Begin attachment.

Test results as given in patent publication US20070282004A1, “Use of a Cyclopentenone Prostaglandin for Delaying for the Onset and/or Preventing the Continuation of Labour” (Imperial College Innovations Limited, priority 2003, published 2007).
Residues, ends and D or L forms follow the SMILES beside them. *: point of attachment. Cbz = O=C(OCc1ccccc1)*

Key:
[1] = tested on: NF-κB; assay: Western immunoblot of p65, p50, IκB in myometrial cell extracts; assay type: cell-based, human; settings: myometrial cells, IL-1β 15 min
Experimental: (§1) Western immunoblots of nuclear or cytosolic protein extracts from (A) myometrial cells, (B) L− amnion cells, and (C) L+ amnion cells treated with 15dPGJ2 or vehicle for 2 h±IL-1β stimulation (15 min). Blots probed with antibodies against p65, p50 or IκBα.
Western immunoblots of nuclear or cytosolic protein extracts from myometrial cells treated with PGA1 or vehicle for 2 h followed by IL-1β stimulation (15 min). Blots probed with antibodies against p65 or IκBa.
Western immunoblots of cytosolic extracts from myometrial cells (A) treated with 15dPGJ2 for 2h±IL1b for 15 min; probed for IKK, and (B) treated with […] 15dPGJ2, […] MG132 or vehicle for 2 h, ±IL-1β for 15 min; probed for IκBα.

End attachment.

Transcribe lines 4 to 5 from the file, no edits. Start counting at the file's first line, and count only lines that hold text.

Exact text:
[1] = tested on: NF-κB; assay: Western immunoblot of p65, p50, IκB in myometrial cell extracts; assay type: cell-based, human; settings: myometrial cells, IL-1β 15 min
Experimental: (§1) Western immunoblots of nuclear or cytosolic protein extracts from (A) myometrial cells, (B) L− amnion cells, and (C) L+ amnion cells treated with 15dPGJ2 or vehicle for 2 h±IL-1β stimulation (15 min). Blots probed with antibodies against p65, p50 or IκBα.